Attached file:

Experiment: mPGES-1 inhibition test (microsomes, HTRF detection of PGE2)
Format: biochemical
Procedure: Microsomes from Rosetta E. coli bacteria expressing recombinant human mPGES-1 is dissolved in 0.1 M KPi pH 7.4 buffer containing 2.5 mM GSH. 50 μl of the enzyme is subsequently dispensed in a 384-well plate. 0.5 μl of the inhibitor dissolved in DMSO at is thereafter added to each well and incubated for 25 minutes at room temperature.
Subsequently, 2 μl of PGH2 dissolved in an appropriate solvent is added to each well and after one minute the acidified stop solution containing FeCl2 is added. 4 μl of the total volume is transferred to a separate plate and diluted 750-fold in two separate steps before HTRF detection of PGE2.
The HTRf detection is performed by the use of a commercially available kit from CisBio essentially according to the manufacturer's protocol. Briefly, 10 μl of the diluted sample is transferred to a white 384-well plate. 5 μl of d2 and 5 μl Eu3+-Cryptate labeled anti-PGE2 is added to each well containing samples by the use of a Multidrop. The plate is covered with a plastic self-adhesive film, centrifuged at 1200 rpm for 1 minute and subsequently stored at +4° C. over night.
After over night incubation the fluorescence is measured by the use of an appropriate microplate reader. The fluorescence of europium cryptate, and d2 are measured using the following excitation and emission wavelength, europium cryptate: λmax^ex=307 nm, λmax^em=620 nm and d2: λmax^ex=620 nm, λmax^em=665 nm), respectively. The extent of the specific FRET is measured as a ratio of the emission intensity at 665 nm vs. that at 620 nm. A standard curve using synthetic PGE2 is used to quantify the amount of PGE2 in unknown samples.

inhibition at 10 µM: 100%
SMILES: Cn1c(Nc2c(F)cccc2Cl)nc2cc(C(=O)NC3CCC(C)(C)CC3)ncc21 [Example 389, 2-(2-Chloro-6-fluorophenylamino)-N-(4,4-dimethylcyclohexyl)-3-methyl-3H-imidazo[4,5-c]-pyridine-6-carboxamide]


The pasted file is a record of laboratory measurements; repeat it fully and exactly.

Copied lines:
Experiment: mPGES-1 inhibition test (microsomes, HTRF detection of PGE2)
Format: biochemical
Procedure: Microsomes from Rosetta E. coli bacteria expressing recombinant human mPGES-1 is dissolved in 0.1 M KPi pH 7.4 buffer containing 2.5 mM GSH. 50 μl of the enzyme is subsequently dispensed in a 384-well plate. 0.5 μl of the inhibitor dissolved in DMSO at is thereafter added to each well and incubated for 25 minutes at room temperature.
Subsequently, 2 μl of PGH2 dissolved in an appropriate solvent is added to each well and after one minute the acidified stop solution containing FeCl2 is added. 4 μl of the total volume is transferred to a separate plate and diluted 750-fold in two separate steps before HTRF detection of PGE2.
The HTRf detection is performed by the use of a commercially available kit from CisBio essentially according to the manufacturer's protocol. Briefly, 10 μl of the diluted sample is transferred to a white 384-well plate. 5 μl of d2 and 5 μl Eu3+-Cryptate labeled anti-PGE2 is added to each well containing samples by the use of a Multidrop. The plate is covered with a plastic self-adhesive film, centrifuged at 1200 rpm for 1 minute and subsequently stored at +4° C. over night.
After over night incubation the fluorescence is measured by the use of an appropriate microplate reader. The fluorescence of europium cryptate, and d2 are measured using the following excitation and emission wavelength, europium cryptate: λmax^ex=307 nm, λmax^em=620 nm and d2: λmax^ex=620 nm, λmax^em=665 nm), respectively. The extent of the specific FRET is measured as a ratio of the emission intensity at 665 nm vs. that at 620 nm. A standard curve using synthetic PGE2 is used to quantify the amount of PGE2 in unknown samples.

inhibition at 10 µM: 100%
SMILES: Cn1c(Nc2c(F)cccc2Cl)nc2cc(C(=O)NC3CCC(C)(C)CC3)ncc21 [Example 389, 2-(2-Chloro-6-fluorophenylamino)-N-(4,4-dimethylcyclohexyl)-3-methyl-3H-imidazo[4,5-c]-pyridine-6-carboxamide]